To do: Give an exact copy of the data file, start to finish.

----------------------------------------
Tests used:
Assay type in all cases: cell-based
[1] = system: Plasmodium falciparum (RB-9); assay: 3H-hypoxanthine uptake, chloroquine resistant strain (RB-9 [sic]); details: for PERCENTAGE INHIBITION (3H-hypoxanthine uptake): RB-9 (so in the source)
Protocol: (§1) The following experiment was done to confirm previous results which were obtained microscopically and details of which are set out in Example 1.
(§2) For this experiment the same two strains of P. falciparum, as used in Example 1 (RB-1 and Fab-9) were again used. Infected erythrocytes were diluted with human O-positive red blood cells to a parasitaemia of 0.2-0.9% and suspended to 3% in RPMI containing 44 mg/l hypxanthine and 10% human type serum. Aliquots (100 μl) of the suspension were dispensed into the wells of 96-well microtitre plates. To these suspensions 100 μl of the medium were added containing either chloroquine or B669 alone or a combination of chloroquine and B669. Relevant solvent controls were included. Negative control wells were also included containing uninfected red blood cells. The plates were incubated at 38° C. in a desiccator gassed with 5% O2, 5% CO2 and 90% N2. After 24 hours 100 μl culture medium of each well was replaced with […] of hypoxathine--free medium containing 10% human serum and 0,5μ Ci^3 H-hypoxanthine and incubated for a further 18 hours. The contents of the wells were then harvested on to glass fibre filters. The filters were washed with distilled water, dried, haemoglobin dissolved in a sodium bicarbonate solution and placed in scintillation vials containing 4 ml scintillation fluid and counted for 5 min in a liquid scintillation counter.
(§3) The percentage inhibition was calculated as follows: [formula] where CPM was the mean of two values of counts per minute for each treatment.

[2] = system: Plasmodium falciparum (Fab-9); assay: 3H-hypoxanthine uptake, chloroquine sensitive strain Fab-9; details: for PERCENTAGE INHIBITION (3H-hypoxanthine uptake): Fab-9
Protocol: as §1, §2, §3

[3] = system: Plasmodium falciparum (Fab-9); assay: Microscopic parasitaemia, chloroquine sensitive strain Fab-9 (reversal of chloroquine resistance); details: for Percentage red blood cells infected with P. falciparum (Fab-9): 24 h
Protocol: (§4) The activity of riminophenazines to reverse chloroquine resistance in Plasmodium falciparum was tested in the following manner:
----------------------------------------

Tests used:
Assay type in all cases: cell-based
[1] = system: Plasmodium falciparum (RB-9); assay: 3H-hypoxanthine uptake, chloroquine resistant strain (RB-9 [sic]); details: for PERCENTAGE INHIBITION (3H-hypoxanthine uptake): RB-9 (so in the source)
Protocol: (§1) The following experiment was done to confirm previous results which were obtained microscopically and details of which are set out in Example 1.
(§2) For this experiment the same two strains of P. falciparum, as used in Example 1 (RB-1 and Fab-9) were again used. Infected erythrocytes were diluted with human O-positive red blood cells to a parasitaemia of 0.2-0.9% and suspended to 3% in RPMI containing 44 mg/l hypxanthine and 10% human type serum. Aliquots (100 μl) of the suspension were dispensed into the wells of 96-well microtitre plates. To these suspensions 100 μl of the medium were added containing either chloroquine or B669 alone or a combination of chloroquine and B669. Relevant solvent controls were included. Negative control wells were also included containing uninfected red blood cells. The plates were incubated at 38° C. in a desiccator gassed with 5% O2, 5% CO2 and 90% N2. After 24 hours 100 μl culture medium of each well was replaced with […] of hypoxathine--free medium containing 10% human serum and 0,5μ Ci^3 H-hypoxanthine and incubated for a further 18 hours. The contents of the wells were then harvested on to glass fibre filters. The filters were washed with distilled water, dried, haemoglobin dissolved in a sodium bicarbonate solution and placed in scintillation vials containing 4 ml scintillation fluid and counted for 5 min in a liquid scintillation counter.
(§3) The percentage inhibition was calculated as follows: [formula] where CPM was the mean of two values of counts per minute for each treatment.

[2] = system: Plasmodium falciparum (Fab-9); assay: 3H-hypoxanthine uptake, chloroquine sensitive strain Fab-9; details: for PERCENTAGE INHIBITION (3H-hypoxanthine uptake): Fab-9
Protocol: as §1, §2, §3

[3] = system: Plasmodium falciparum (Fab-9); assay: Microscopic parasitaemia, chloroquine sensitive strain Fab-9 (reversal of chloroquine resistance); details: for Percentage red blood cells infected with P. falciparum (Fab-9): 24 h
Protocol: (§4) The activity of riminophenazines to reverse chloroquine resistance in Plasmodium falciparum was tested in the following manner: